A woodburning stove can be a great addition to your home. Not only do they provide non-electric sources of heat during the winter, but many people enjoy the dry heat provided by woodburning stoves and similar heaters and they aren’t limited to the old-school cast iron stoves. Modern woodburning stoves come in a number of styles and forms, including pellet stoves that use small wooden pellets for a more controlled burn and more manageable heat options. While there are certainly advantages to freestanding wood stoves, it’s important that they’re installed and used safely. It should go without saying that an improperly installed or operated wood stove can be very dangerous. To keep you, your family, and your home safe, here are some things that you should keep in mind when considering installing a freestanding wood stove or pellet stove.
Finding the Right Spot
Location is important when it comes to installing a wood stove. Obviously you’re going to want to put your stove in a location where you want heat, but there’s more to picking the right place than that. You’re going to need to find a place where your stove can provide that heat safely without creating a fire hazard or potentially creating a dangerous situation for people or pets moving through the room. A big part of this involves finding an area with enough clearance for the stove. This is the amount of room around the stove that needs to be kept clear of flammable items and surfaces that might catch fire if they get too hot. This will differ from stove to stove, but it will be listed among the stove’s specs and other important information. The clearance indicates how far the stove needs to be placed from bare walls, and should also be considered with respect to furniture, walkways, and other areas where household items and inhabitants might be. If there isn’t enough room to give the stove the clearance it needs, you’ll have to find another location for it.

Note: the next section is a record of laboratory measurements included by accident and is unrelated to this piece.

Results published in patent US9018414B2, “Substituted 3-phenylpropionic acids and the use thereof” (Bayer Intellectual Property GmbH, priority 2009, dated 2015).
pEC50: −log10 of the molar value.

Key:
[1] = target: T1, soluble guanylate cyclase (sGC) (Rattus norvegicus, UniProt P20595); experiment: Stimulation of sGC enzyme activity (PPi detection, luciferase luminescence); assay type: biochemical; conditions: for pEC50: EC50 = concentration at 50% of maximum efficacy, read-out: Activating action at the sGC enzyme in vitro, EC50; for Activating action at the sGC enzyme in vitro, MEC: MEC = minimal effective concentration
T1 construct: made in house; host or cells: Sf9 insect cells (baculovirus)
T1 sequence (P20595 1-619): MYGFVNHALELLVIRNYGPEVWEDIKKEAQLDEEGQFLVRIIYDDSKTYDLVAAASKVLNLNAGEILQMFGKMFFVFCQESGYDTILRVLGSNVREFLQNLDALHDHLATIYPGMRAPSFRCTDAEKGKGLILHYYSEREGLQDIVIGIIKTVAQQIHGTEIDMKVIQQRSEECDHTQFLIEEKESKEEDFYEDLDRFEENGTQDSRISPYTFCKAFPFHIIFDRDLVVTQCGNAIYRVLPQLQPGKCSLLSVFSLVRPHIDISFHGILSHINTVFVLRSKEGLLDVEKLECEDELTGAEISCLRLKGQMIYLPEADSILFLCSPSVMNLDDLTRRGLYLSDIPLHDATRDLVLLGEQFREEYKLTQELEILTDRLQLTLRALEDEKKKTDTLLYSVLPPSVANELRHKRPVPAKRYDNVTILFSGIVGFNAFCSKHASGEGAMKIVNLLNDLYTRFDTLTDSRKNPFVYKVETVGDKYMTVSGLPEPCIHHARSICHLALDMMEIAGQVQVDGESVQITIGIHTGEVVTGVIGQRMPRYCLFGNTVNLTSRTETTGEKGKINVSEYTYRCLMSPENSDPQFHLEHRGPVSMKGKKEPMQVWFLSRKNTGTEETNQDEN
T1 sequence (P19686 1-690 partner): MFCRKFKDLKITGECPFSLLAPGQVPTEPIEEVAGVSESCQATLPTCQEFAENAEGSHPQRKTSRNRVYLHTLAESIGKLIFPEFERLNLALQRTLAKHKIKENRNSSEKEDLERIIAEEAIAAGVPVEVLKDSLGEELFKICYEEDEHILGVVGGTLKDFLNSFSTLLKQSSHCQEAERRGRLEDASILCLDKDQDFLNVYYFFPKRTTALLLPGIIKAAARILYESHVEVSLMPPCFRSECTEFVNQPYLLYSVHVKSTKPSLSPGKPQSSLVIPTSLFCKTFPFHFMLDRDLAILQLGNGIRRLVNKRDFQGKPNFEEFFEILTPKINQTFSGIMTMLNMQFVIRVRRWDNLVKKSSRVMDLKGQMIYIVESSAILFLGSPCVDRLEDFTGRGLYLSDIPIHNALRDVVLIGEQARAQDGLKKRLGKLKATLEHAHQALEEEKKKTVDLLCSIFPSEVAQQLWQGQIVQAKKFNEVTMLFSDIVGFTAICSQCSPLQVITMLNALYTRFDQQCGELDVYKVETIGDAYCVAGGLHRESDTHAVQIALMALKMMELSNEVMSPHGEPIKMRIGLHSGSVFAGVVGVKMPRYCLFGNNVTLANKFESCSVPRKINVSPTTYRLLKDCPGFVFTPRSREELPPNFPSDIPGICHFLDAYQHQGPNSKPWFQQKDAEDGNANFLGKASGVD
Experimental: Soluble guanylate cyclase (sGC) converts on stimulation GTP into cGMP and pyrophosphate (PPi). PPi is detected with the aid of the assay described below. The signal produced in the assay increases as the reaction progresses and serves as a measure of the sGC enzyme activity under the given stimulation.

Exhaust and venting are two other safety considerations that you need to keep in mind when planning on installing a woodburning stove or pellet stove. Though you might think that these are essentially the same thing, they’re actually two different systems. The exhaust system is your chimney, while the vent is the pipe that connects your stove to the chimney. While some older homes feature double-thick unlined brick chimneys that can be used if they’re carefully inspected for cracks and other damage, newer homes will likely need to have a new chimney installed. Ideally these should be factory built or professionally installed and lined, as you need to be sure that the chimney won’t leak or otherwise release noxious gases into the house. As for the stovepipe that’s used for the vent, it needs to be at least 24-gauge steel or similar metal and should be insulated. To avoid gas buildup, it needs to be as short as possible, and shouldn’t have more than two elbows.
Installing Your Stove
There are several other safety considerations that you need to keep in mind when installing a stove as well. If you have children or pets, gates or similar boundaries should be installed to help childproof the stove and prevent burns. A fire extinguisher should be mounted nearby for easy access. When positioning the stove, it’s important to make sure that you can access the ash drawer and other components for cleaning and maintenance so you can prevent the buildup of potentially flammable materials. There may be additional considerations that depend on the layout of your home and the type of stove you install as well.